But Day 10 was a breath of fresh air that only the Lord could be the author of.
Day 10 was spent with Home Again Ministries which serves the people, and mostly women, of the Karamojong tribe. The Karamojong tribe is a large group of people from Eastern Uganda who are seen as total outcasts in Ugandan society. They are traditionally cattle herders and were relocated to the Jinja area due to war and unrest in the East. Like I mentioned previously, there are 42 spoken languages in Uganda and they can be vastly different from one another. So a large tribe of people from the Eastern portion of this small country can have a totally different language, culture, and customs and look totally different than other areas of people. Or so they tell me! My Muzungu eyes couldn’t tell much physical difference.
We began the day heading into one of the local markets to meet up with Pastor Andrew, the head of Home Again Ministries. He began building relationships with the Karamojong years ago before they ever would trust him. We spent time in one of three huge villages (800-900 people) where the majority are women. Because they are considered the lowest of the low, the main source of income for many of these women is prostitution. That’s the way they can survive and care for their many children.
Pastor Andrew and his wife are seeking to change that. The women have now learned how to make beads for necklaces to sell in the markets as a source of income. They now have a school that freely welcomes the Karamojong children, where in other schools they were not as welcomed. It is the dream of Pastor Andrew that the school would also double as a Vocational Training facility for the women to learn other valuable skills in order to better provide for their families, and to not resort to prostitution. This includes things like sewing, computer skills, bead making, and other avenues.
When we arrived, we spent time interacting with the women of the village who had gathered to meet us. Many of these women and their families have heard the Gospel and have accepted Christ, but many still have resisted Him. I had the incredible privilege of leading a Devotional for the women and shared some thoughts from a sermon on Leah by Tim Keller. It touched hearts, including my own, and when Pastor Andrew (who was translating the message) turned to me and thanked me and said it was beautiful I knew that the Lord had been in that place. If you haven’t heard TK’s sermon on Leah, you are seriously missing out (http://www.preachingtoday.com/sermons/sermons/2006/april/girlnobodywanted.html).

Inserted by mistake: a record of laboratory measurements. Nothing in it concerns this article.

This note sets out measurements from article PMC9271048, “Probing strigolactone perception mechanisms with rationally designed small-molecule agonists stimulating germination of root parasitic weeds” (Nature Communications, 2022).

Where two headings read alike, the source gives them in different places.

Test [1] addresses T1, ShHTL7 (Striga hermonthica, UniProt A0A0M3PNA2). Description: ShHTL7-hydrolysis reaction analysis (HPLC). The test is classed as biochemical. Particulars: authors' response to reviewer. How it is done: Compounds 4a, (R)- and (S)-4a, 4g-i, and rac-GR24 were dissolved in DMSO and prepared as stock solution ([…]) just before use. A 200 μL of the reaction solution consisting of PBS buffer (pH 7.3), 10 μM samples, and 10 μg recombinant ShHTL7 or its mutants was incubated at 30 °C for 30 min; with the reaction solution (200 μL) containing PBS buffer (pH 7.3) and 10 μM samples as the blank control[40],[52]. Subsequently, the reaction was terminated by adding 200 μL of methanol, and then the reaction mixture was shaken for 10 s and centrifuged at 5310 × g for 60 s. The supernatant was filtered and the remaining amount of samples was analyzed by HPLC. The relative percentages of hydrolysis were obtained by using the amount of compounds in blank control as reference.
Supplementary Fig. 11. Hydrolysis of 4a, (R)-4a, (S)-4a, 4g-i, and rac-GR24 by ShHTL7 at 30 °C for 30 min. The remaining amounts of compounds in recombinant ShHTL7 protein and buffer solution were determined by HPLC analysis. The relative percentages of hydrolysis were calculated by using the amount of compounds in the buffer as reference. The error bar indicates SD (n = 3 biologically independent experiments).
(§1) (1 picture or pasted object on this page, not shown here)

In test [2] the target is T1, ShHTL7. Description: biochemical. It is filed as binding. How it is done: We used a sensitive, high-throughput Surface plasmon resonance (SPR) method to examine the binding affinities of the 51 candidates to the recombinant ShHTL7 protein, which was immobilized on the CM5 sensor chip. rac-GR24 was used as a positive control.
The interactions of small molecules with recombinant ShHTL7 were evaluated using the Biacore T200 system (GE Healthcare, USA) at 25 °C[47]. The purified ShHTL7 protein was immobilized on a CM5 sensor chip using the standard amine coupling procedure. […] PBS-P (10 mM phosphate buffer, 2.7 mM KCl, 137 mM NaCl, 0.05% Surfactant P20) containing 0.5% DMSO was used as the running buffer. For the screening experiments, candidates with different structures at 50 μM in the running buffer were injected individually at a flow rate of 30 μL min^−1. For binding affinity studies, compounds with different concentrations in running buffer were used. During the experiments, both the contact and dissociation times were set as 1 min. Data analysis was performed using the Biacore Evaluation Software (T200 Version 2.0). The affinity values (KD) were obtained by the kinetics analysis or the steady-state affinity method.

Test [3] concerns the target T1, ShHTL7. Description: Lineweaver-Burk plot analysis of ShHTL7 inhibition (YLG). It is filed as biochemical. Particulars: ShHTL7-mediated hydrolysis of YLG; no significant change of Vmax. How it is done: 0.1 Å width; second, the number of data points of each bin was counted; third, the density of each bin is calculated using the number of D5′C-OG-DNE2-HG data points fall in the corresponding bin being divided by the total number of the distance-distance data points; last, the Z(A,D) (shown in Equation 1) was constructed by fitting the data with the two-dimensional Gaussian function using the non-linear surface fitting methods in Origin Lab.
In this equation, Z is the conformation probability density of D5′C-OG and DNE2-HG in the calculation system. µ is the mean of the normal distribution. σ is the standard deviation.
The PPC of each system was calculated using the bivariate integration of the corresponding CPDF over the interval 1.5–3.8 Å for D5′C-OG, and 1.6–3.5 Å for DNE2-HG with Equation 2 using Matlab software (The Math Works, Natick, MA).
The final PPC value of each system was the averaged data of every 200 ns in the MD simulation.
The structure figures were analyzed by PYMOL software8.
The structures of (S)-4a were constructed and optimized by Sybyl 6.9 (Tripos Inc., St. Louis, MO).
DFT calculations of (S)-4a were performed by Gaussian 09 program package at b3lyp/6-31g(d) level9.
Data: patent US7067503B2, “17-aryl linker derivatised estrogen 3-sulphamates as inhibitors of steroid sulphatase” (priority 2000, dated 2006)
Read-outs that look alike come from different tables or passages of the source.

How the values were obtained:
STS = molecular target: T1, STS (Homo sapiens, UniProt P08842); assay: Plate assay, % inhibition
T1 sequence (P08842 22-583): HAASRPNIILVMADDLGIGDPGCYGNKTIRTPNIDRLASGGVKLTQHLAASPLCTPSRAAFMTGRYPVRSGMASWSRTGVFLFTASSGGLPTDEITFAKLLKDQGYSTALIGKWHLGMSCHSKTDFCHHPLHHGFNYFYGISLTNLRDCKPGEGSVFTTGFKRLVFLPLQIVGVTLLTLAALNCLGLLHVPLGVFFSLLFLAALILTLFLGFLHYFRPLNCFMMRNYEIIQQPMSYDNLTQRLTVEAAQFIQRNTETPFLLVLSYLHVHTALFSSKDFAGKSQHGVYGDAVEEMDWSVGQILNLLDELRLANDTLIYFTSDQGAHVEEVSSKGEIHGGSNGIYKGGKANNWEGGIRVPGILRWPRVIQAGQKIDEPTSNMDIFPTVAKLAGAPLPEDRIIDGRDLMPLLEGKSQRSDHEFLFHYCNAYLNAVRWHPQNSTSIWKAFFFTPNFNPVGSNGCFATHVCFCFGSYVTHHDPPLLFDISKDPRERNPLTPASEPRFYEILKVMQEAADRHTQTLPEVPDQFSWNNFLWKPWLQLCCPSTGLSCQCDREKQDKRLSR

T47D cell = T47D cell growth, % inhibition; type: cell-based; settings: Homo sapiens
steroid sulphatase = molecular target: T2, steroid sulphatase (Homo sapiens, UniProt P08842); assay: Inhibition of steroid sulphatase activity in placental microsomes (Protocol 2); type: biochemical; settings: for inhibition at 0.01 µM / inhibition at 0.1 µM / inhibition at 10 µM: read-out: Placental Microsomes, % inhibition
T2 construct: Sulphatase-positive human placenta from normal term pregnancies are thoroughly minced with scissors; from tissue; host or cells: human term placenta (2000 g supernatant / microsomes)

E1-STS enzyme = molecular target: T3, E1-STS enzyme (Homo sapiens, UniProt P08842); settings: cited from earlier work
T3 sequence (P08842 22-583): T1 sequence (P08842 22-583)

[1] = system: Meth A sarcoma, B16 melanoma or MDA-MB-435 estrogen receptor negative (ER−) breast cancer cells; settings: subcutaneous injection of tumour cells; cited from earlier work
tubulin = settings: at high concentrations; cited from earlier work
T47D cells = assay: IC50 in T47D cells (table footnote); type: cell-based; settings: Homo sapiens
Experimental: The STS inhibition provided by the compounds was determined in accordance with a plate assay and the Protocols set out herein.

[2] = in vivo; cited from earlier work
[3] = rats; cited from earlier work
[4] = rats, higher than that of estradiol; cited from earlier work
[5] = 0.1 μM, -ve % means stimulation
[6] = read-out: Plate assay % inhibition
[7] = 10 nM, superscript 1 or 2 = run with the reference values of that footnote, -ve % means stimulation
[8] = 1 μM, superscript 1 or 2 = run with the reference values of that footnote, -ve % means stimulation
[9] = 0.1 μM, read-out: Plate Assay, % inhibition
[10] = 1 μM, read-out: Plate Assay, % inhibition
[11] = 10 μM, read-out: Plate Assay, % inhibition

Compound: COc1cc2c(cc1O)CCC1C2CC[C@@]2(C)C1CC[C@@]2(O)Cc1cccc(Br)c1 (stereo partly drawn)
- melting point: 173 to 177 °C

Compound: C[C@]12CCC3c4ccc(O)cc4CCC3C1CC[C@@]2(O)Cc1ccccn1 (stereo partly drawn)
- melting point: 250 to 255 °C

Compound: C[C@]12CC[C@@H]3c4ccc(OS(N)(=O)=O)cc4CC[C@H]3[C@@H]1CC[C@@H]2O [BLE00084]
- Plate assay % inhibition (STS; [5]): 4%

Our team was blessed to be able to pray for many of the women’s specific prayer requests, touched by a sweet heart who asked us to pray that her relationship with God would grow. Oh sister, I’m right there with you.
After our time with the main group, we were able to spend time with some families in the village and bless them with food, prayers, and words that showed we cared and would not forget them. This place, these women, and the heart behind this ministry were things my own heart resonated with. I cannot even begin to explain the love Pastor Andrew had for these people, the peaceful place that it was, and the beautiful women that we spent time with.
My heart was full, and I knew that day in a way I had never connected it before that even though I come from affluence, wealth, and utter luxury, I too am an outcast. I too am the lowest of the low. Yes, in many ways I have little in common with these women because I do have a husband that is loving and faithful to me, I do have four walls that won’t wash away in a heavy rain, I do have enough money to not worry about tomorrow or the next day or the next, and I do have the love and respect of others despite the fact that I’m a woman.
But really, I do know what it’s like being on the outside with no way to get in. And so do you.
Without the astonishing grace of a Savior, you and I are always on the outside, always the outcast looking in. But through the precious blood of the One who spoke the stars into being, I know what it’s like to be fully included. I know what it’s like to receive the benefits of a Kingdom I have no business being in.
I know what it’s like to be loved and wanted for the remarkably simple reason that, I am.
And these women, who the world says are utterly nothing, they are hearing and being shown the love of the One who says they are everything to Him and so much more.
And this place felt like home in a way I couldn’t even explain, leaving me with their faces and the heart of this ministry impressed upon my heart for good.